Callicoon Fine Arts, NY
February 26 – April 9, 2017
In a series of three, nearly identical partitions, acting jointly as thresholds (gates) and obstacles (fences)— the language embedded in their steel bars reads, respectively; KNOWN KNOWN, KNOWN UNKNOWN and UNKNOWN UNKNOWN. The gates, constructed of sandblasted steel, mimic the heavily painted black fences that dominate the New York City landscape. The text, a reference to a statement made by Donald Rumsfeld (in February 2002) at a press conference questioning what substantiation exists for the alleged ‘weapons of mass destruction.’ Rumsfeld uses this illusive linguistic detour for the strategic production of fear.
A figure looms in She Was Warned, 2017 as a dystopic re-imagining of Artemis of Ephesus, representations of which articulate the goddess with a torso covered in numerous breasts. Artemis, also known as Diana, is a goddess of the hunt, the natural environment, the moon, women, and childbirth. The figure’s breasts are rendered as crudely cast Gatorade bottles. Topped with the iconic cap, like bright orange nipples, the bottles are hung from a grid of rusted steel typically used to reinforce concrete. Unlike breast milk or water, which provided basic sustenance, Gatorade—the first sports drink, invented in 1965—boasts enhancement. Built with industrial materials She is both figurative and architectural, a shell of her former self, she is nearly depleted. Still she gestures with an offering, and dangling from her gloved palm she presents a gold-plated IUD.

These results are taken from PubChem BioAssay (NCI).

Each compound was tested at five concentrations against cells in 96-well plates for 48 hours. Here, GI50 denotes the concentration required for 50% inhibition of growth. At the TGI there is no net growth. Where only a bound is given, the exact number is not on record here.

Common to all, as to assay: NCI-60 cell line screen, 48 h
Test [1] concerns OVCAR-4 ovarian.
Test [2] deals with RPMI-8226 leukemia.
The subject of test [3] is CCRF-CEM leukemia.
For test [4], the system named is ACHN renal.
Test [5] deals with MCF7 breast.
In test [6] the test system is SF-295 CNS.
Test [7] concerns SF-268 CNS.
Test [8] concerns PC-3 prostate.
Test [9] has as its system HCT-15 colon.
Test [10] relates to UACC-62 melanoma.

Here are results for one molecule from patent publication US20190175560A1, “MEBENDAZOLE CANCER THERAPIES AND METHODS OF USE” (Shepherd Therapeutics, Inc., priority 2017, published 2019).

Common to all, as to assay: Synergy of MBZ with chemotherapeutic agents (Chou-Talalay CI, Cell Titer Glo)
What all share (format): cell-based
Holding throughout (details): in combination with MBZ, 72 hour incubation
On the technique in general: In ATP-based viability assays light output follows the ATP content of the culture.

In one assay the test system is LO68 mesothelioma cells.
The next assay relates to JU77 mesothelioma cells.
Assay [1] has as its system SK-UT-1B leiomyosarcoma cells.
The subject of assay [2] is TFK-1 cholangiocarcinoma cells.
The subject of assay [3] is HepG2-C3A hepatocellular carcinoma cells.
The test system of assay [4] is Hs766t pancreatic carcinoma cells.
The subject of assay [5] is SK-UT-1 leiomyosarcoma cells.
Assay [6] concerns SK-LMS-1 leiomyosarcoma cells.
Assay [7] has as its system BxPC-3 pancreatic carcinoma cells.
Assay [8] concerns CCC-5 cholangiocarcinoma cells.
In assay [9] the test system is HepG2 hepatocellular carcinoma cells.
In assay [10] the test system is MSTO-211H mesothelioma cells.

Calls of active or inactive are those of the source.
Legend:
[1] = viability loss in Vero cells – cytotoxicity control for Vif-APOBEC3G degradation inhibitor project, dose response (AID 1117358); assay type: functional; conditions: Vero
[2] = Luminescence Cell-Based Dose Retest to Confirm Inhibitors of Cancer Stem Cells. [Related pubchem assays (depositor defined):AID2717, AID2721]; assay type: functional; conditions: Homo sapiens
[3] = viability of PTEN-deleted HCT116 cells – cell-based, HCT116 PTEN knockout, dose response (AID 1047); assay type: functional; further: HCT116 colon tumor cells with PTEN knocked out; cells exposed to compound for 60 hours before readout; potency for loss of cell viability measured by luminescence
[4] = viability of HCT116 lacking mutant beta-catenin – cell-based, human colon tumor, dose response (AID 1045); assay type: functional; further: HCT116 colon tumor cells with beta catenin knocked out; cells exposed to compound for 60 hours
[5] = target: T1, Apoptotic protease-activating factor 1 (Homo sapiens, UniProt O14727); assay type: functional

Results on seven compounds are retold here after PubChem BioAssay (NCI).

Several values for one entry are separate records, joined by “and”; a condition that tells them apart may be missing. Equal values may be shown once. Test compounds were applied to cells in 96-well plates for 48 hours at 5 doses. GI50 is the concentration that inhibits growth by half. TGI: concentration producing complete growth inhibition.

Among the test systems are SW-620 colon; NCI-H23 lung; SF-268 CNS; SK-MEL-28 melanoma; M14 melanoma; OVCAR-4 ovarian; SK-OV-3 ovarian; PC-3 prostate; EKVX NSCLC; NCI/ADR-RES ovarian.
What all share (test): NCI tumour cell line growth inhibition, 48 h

Imaged on the walls are combinations of grids and holes, some opaque and some that let the breeze in. Metaphorical and literal (window) screens, objects built to block access, are perforated with openings, leaks, and passageways for anything that makes it thru. These material collages include bits of outdoors equipment, and are punctuated, held together by pairings of grommets. Following the path from entry to exit the orifices are sometimes threaded with chains of linked items. Adhered directly to the walls is better off without you, 2017 a series of landscapes extracted from a cover-page of the New York Times (of the unfinished Dakota pipeline in a desolate western landscape). Abstracted in scale and without evidence of the pipeline, the sites appear ambiguous and hard to read as unified.
A stray foot wanders off, holding its ground, bodiless, a host to a quotation scrawled in wire.